Envious neighbors: Apple is constructing a "home" in India.

Apple will build homes in India: Through its suppliers, Foxconn, Tata, and Salcomp, Apple is bolstering its footprint in India by investing in housing for its employees. This action demonstrates Apple's dedication to India and is consistent with its prosperous housing model in China. Apple presents a challenge to China's hegemony in electronics exports as it deepens its roots in India.

Apr 8, 2024 - 19:09
Apr 8, 2024 - 19:18
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Envious neighbors: Apple is constructing a "home" in India.

Apple is restating its dedication to the Indian market. suppliers and contract manufacturers, including as Foxconn, Tata, and Salcomp, intend to construct more than 78,000 dwellings for its workers. The project will be partially funded by the central and state governments of India. Apple is demonstrating that it is strengthening its ties to India with this massive housing project. One important component of the Apple ecosystem in China has been housing for employees.

Almost 35,000 of these will be used by Foxconn, the major iPhone supplier to Apple in India. Foxconn is situated in Sriperumbudur, Tamil Nadu. Currently, 41,000 people work at Foxconn, with 75% of them being women. At its Hosur complex, Tata Electronics is constructing 11,500 units for its staff to use. Tata mostly produces iPhone cases for both local and international markets. Salcomp, a company that produces enclosures, magnetics, and power adapters for Apple, plans to employ 3,969 housing units.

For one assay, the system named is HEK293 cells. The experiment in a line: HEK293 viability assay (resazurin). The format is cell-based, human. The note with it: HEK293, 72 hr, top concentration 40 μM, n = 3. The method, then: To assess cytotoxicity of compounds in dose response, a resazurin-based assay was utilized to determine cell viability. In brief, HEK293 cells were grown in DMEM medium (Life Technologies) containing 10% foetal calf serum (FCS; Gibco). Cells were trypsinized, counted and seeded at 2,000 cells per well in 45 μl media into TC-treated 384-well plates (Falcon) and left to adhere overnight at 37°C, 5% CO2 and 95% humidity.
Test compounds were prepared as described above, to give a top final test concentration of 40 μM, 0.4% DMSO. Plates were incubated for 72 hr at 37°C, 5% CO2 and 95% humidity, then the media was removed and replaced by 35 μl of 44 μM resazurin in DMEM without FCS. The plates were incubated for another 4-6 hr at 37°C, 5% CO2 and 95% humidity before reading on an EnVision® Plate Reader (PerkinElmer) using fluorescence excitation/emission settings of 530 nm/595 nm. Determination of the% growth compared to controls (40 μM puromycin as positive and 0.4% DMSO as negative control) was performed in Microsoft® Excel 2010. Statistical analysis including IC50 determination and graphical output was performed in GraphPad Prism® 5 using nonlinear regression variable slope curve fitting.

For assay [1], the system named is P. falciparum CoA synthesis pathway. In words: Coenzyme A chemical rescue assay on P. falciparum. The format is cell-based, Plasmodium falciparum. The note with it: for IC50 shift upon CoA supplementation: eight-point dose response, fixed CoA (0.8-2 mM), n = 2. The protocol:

India adopted the China model

Foxconn, the business that supplies the majority of Apple's iPhones to India, adopted similar approach in China, housing employees close to the Foxconn factory and providing food and medical supplies under management.

Large-scale housing for employees would result in increased hiring, increased output, and, of course, Apple establishing a strong presence in India. India is determined to take a piece of high-quality manufacturing, like that of iPhones and semiconductors, and is practically like a company that builds a home for itself in India when business in China collapses due to geopolitical factors that reroute supply chains away from China.

The establishment of the Apple ecosystem in India would be a source of envy for China, which has been the main producer of Apple products until now. This is a significant indication that supply chains are moving to India, which Prime Minister Narendra Modi has been adamantly pushing as the "Made in India" strategy, with the goal of surpassing China as the world's manufacturer.

Two years prior, Foxconn was constructing worker dorms in India. At the time, analysts told  that Foxconn's construction of worker dorms in India does not automatically mean that the company is importing the Chinese model in its entirety. According to Prachir Singh, Senior Research Analyst at Counterpoint, it's "just an emulation of one part of a strategy that worked elsewhere."

When global manufacturers grow outside of their home country, they create strategies tailored to the labor laws, work cultures, and people practices of those new markets. Nevertheless, Singh stated that they would "adapt to the local environment rather than import a model they've perfected elsewhere."